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I am trying to find a guide and even found this, but it didn't provide an answer. My question is how to initialize a C array in a constructor? Below I put a hypothetical example of what I think of doing, however I have no clue of whether it is ok but faulty, perfect, or simply there is something wrong and there would be a way to make it better.

class A{
private:
    char* a;
    int b;
public:
    A(char*, int);
}

A::A(char* _a, int _b){
    strcpy(a, _a);
    b = _b
}

int main(){
    A tempA;
    char arr[50];
    int c = 40;

    strcpy(arr,"derp")
    tempA = new A(arr,c)

    return 0;
}

I have no C++ expert close to me at the moment so I would appreciate to receive as much feedback as possible. Also sorry if this is a duplicate question, but I really found nothing on this out there.

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1  
Where is the array in your example? An pointer is not an array and vice versa. –  Alok Save Feb 1 '12 at 19:28
    
There are no arrays in your example, only pointers. –  R. Martinho Fernandes Feb 1 '12 at 19:29
2  
Just say no. Use std::string. –  Kerrek SB Feb 1 '12 at 19:29
    
I'm sorry @Als, I just added it. –  Sofia Alegre Feb 1 '12 at 19:32
    
Also, @KerrekSB I must use C strings (char arrays). It's a requirement. –  Sofia Alegre Feb 1 '12 at 19:32

4 Answers 4

If you want to store a string, you can store a std::string:

class A{
private:
    std::string a;
    int b;
public:
    A(std::string const&, int);
}

A::A(std::string const& _a, int _b) : a(_a), b(_b) {}

If your instructor insists that you treats pointers to characters as strings, then you have a complicated matter on your hand, because you have to deal with managing the memory that character points to by itself, lest you end up leaking memory. In other words, you need to implement something similar to std::string.

So, assuming you really need to do this...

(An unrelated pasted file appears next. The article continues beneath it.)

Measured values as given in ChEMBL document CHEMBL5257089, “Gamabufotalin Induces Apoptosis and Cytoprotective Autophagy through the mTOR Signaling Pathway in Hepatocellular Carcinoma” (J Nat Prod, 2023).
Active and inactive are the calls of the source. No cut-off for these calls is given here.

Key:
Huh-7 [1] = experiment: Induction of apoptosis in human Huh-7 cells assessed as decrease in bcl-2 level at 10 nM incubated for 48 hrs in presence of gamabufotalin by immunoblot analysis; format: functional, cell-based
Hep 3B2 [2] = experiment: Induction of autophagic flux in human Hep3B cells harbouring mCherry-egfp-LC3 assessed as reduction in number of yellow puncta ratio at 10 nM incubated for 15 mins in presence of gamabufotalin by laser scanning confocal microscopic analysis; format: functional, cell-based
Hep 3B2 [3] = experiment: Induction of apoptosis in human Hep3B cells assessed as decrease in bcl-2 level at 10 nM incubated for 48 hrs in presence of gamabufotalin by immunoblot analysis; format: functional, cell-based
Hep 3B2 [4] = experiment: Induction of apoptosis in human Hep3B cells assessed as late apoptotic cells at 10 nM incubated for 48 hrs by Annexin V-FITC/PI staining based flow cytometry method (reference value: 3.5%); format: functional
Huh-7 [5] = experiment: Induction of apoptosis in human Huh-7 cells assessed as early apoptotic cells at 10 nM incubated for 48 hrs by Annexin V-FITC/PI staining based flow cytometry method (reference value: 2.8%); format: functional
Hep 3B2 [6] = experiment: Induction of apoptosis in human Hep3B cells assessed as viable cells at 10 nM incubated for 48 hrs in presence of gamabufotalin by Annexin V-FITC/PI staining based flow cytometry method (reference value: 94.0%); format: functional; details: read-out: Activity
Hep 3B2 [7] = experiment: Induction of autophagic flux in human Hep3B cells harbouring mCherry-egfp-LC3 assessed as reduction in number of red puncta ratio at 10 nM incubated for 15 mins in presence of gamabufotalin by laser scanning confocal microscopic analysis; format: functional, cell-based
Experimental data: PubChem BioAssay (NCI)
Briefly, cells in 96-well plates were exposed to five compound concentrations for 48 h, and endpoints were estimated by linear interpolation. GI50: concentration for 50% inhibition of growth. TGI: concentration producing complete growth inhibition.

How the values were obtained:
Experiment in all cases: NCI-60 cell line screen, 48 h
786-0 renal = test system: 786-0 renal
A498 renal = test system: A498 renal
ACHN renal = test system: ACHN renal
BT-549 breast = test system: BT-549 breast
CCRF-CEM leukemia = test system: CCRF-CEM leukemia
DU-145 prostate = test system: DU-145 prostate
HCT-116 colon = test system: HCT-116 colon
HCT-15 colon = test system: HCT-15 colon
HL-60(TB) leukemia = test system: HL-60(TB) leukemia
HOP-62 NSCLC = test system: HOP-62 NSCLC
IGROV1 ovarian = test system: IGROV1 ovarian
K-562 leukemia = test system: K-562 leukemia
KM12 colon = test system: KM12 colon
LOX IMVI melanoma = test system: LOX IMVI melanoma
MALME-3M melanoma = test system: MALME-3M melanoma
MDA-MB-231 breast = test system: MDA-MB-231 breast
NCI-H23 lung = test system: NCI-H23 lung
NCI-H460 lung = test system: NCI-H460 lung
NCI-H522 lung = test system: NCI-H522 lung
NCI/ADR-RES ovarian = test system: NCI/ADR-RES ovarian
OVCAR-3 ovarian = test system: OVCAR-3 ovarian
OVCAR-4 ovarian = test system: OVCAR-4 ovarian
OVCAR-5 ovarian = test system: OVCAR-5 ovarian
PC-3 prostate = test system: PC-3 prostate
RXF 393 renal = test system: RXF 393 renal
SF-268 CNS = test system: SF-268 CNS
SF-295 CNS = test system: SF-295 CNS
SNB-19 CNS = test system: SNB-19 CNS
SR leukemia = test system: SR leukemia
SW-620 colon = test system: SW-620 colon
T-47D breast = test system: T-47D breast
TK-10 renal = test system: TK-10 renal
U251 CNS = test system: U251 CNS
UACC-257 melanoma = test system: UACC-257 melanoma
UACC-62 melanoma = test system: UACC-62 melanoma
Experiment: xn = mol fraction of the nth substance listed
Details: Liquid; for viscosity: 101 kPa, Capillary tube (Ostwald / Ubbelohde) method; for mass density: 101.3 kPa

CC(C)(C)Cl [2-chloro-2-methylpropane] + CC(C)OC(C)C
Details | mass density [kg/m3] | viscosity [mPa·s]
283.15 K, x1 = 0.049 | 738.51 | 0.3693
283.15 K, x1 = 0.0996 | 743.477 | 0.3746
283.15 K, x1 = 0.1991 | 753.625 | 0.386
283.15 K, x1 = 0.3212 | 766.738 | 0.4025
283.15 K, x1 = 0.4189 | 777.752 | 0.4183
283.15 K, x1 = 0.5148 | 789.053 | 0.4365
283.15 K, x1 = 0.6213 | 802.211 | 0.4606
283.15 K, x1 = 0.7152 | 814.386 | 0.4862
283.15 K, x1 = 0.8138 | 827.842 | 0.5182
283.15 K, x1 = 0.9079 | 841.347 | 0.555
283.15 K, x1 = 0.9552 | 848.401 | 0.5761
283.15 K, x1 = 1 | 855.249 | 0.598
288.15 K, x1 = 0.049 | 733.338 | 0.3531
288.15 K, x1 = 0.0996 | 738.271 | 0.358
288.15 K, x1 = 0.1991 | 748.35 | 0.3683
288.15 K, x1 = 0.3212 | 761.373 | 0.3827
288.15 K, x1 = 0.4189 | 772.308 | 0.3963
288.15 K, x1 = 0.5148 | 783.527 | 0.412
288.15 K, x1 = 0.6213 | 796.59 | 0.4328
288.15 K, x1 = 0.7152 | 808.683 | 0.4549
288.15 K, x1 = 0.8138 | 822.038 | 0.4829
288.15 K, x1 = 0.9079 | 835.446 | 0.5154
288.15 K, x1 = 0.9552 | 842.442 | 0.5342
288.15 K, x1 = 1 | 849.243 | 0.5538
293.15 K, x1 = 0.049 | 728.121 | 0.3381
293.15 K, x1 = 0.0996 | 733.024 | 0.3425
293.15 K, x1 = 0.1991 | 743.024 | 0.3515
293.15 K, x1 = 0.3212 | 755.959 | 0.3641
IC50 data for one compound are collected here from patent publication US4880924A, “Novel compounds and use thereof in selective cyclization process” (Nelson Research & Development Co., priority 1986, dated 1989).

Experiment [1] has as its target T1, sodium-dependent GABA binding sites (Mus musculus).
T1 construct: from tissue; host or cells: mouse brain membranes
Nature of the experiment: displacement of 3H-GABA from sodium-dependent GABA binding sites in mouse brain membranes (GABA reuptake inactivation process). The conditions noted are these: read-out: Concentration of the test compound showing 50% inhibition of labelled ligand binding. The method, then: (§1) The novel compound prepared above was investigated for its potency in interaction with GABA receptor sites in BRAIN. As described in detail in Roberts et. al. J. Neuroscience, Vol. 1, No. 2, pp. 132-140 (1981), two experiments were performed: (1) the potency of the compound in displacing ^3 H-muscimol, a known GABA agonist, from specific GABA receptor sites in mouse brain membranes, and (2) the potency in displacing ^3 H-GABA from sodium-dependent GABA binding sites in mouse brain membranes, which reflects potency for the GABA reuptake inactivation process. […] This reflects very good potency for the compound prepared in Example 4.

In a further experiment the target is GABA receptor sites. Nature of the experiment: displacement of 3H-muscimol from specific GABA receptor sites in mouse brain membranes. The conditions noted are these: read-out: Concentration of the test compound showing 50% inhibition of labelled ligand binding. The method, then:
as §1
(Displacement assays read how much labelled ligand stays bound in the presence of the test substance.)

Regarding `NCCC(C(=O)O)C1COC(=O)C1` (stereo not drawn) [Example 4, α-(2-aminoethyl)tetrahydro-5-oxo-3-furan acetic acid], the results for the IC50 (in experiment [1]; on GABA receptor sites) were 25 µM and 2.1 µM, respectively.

• Whenever you use new you need a matching delete to release the memory allocated by new;
  • You probably want new to be called by the constructor of a class;
  • You can get delete done for you automatically if use objects of automatic storage duration of a class with a proper destructor that does that clean up;
  • That class can either be made non-copyable (e.g. by making a private copy constructor and copy assignment operator), or made copyable if you write proper copy constructor and copy assignment operator;
  • You can easily make copies using the std::copy algorithm, or, if that is restricted as well for arbitrary reasons, you can probably use the old memcpy or strcpy functions.

This is not very simple, but if you do this you will have a pretty handy class that manages the memory automatically for you, leaving you free to focus on other issues.

share|improve this answer
    
Sorry, I cannot use strings, and I just added the missing part of the code. Sorry about that confusion. –  Sofia Alegre Feb 1 '12 at 19:33
    
@SofiaAlegre: Please say what you really need to do, and present a minimal, representative and complete example of your needs. This half-baked "oh but I cannot do ABC for no reason I will share" isn't going to get you a good answer. Just because you think you're on the right track doesn't make this the best approach. –  Kerrek SB Feb 1 '12 at 19:35
    
Basically I need to create several user-account objects, through a user database which is invoked in the main method after collecting all the data from the [actual] user (me). My purpose in this specific "question" is to learn how to pass values from one char array in the main method to another in an specific newly-created class (a.k.a. the user-account object). Does that answer your question? –  Sofia Alegre Feb 1 '12 at 19:44

If you need to use c-string (array of characters), you can use a while loop. Please also remember that A quoted string in C++ (for example: "test") is c-string but not a string.

class A
{
private:
    char* a;
    int b;
public: